Prime lenses are awesome. If you don’t know what makes prime lenses so great, you will after this post.
A Primer on Primes
A prime is a lens with a single focal length. Unlike a zoom lens, the only way you get closer to or farther from your subject when using a prime lens is by moving the camera itself.
Prime lenses are referred to simply by their focal length. For example, 25mm, 35mm, 50mm, and 85mm are all common focal lengths for prime lenses and is how they are generally referred to as well.
You may have heard of lenses referred to as a “nifty-fifty”, a “thrifty-fifty”, or perhaps simply as a “normal lens”. These all refer to a 50mm prime lens, one of the most popular prime lenses because its field of view closely matches what our eyes see.
Note: A 25mm prime lens would be a “normal” lens on the Panasonic GH4 with Micro Four Thirds’ 2x crop factor. “Nifty-Twenty-Five” doesn’t quite have the same ring to it though.
Now that you know what a prime lens is, let’s talk about the top 5 reasons why you should be using primes on the Panasonic GH4.
1. Primes are Simple
Relatively speaking, primes have a simpler construction since the internal lenses do not need to move to adjust focal length. Fewer components and moving parts means prime lenses are lighter and less prone to image quality issues such as chromatic aberrations, fringing, and flare.
However, using prime lenses is where their simplicity really shines.
A prime lens is not a catch-all lens. Instead of the wide range of focal lengths you have with zoom lenses, the single focal length of a prime lens gives you one option when composing a shot. This is one less decision you have to deal with when shooting, allowing you to focus more on getting great shots that tell a compelling story.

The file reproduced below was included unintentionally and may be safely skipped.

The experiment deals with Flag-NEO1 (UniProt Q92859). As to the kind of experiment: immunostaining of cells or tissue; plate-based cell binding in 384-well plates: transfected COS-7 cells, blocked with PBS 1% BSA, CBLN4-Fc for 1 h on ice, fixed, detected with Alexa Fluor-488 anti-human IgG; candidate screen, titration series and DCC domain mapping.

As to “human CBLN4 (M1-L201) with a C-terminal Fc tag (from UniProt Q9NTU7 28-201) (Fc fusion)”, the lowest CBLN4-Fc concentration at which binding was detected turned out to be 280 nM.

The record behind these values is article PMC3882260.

Furthermore, different focal lengths and apertures will be better suited to different types of shots. A lot of the fun of using primes is discovering which focal length and aperture work best for the energy and emotion you want to infuse into a shot. Once you learn what works best for a specific type of shot, shooting gets even simpler.
Bottom line: Prime lenses don’t burden you with a mountain of options when deciding how to compose a shot. With only one focal length, the choice is simple.
2. Primes are Small
Fewer components in prime lenses means that they are smaller and lighter than zoom lenses.
Which lens would rather heft around all day? Smaller lenses also mean you can fit more primes in your camera bag– so you have the right lens for each shot– without being weighed down.
Bottom line: When you want to be light and mobile, use primes.
3. Primes are Fast
Thanks to their simpler construction, prime lenses are often faster than zoom lenses– a lot faster.
Note: A lens’ speed refers to the size of its aperture. A “fast” lens has a large aperture.
Prime lenses with large apertures from f/1.4 to f/2.0 are quite common for prime lenses.
Even faster primes with apertures from f/0.95 to f/1.2 are not unheard of.
What’s so great about fast lenses?
- Great in low-light — Larger apertures allow more light in so you can shoot in darker environments.
- Shallow Depth of Field (DOF) — Better isolation of your subject from the background helps guide the viewer to the important features in a scene.
- More control — You choose how much viewers see of the background and foreground by adjusting the aperture.
Bottom line: Fast primes let you see in the dark and give you more control over how a shot ultimately looks.
4. Primes are Plentiful